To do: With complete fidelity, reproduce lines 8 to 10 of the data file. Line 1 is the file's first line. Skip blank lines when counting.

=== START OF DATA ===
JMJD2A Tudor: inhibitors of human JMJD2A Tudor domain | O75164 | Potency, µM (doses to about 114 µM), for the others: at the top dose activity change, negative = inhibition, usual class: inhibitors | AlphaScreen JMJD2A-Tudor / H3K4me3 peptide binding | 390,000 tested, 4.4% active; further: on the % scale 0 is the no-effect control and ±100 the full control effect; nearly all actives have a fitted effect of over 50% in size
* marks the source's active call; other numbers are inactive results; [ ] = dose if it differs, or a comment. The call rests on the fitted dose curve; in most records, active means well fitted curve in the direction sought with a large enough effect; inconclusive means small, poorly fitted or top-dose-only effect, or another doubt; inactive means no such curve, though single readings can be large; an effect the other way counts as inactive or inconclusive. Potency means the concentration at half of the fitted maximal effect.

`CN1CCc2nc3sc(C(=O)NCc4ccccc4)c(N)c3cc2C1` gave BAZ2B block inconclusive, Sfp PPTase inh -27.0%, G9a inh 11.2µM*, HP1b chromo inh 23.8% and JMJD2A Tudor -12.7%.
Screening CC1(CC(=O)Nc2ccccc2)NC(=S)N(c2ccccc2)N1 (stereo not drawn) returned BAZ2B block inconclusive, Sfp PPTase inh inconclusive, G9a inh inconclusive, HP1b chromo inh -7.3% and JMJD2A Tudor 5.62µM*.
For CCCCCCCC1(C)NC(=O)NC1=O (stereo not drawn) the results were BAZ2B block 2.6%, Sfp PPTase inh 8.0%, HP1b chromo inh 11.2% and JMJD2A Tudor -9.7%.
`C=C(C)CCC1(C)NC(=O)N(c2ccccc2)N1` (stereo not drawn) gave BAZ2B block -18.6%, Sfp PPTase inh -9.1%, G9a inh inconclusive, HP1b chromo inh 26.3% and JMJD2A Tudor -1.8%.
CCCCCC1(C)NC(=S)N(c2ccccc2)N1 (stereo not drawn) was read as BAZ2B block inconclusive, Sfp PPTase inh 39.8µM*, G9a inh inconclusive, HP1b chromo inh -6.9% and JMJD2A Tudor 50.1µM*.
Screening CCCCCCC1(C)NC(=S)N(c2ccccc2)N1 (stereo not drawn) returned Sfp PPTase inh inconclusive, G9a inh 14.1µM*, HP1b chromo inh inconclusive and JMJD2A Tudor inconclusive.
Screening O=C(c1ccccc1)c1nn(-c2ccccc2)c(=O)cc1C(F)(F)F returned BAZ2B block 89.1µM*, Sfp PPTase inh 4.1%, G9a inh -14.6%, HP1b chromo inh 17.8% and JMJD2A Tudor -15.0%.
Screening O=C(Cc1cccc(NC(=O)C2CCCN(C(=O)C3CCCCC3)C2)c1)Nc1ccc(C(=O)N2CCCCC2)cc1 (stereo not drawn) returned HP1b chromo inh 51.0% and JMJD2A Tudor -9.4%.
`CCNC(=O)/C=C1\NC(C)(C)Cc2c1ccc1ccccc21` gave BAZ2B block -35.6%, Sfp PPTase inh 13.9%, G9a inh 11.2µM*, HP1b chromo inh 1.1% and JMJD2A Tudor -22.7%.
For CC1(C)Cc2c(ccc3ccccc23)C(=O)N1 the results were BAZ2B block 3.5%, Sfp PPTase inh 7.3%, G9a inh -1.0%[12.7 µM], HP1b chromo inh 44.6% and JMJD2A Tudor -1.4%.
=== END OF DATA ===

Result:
Screening CCCCCCC1(C)NC(=S)N(c2ccccc2)N1 (stereo not drawn) returned Sfp PPTase inh inconclusive, G9a inh 14.1µM*, HP1b chromo inh inconclusive and JMJD2A Tudor inconclusive.
Screening O=C(c1ccccc1)c1nn(-c2ccccc2)c(=O)cc1C(F)(F)F returned BAZ2B block 89.1µM*, Sfp PPTase inh 4.1%, G9a inh -14.6%, HP1b chromo inh 17.8% and JMJD2A Tudor -15.0%.
Screening O=C(Cc1cccc(NC(=O)C2CCCN(C(=O)C3CCCCC3)C2)c1)Nc1ccc(C(=O)N2CCCCC2)cc1 (stereo not drawn) returned HP1b chromo inh 51.0% and JMJD2A Tudor -9.4%.